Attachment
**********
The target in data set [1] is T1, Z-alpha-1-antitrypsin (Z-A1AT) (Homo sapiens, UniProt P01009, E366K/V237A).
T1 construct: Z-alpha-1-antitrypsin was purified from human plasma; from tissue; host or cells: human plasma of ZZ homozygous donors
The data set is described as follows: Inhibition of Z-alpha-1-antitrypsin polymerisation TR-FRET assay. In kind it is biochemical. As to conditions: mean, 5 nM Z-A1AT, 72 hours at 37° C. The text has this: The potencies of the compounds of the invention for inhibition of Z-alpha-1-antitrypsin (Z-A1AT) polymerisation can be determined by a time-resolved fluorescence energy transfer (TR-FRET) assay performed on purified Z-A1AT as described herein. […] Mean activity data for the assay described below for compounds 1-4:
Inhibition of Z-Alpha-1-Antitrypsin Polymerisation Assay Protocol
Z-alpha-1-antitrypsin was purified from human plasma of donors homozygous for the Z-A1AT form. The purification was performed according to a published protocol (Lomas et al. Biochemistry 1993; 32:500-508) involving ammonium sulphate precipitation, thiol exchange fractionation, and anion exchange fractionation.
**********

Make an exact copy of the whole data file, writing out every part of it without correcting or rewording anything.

The target in data set [1] is T1, Z-alpha-1-antitrypsin (Z-A1AT) (Homo sapiens, UniProt P01009, E366K/V237A).
T1 construct: Z-alpha-1-antitrypsin was purified from human plasma; from tissue; host or cells: human plasma of ZZ homozygous donors
The data set is described as follows: Inhibition of Z-alpha-1-antitrypsin polymerisation TR-FRET assay. In kind it is biochemical. As to conditions: mean, 5 nM Z-A1AT, 72 hours at 37° C. The text has this: The potencies of the compounds of the invention for inhibition of Z-alpha-1-antitrypsin (Z-A1AT) polymerisation can be determined by a time-resolved fluorescence energy transfer (TR-FRET) assay performed on purified Z-A1AT as described herein. […] Mean activity data for the assay described below for compounds 1-4:
Inhibition of Z-Alpha-1-Antitrypsin Polymerisation Assay Protocol
Z-alpha-1-antitrypsin was purified from human plasma of donors homozygous for the Z-A1AT form. The purification was performed according to a published protocol (Lomas et al. Biochemistry 1993; 32:500-508) involving ammonium sulphate precipitation, thiol exchange fractionation, and anion exchange fractionation.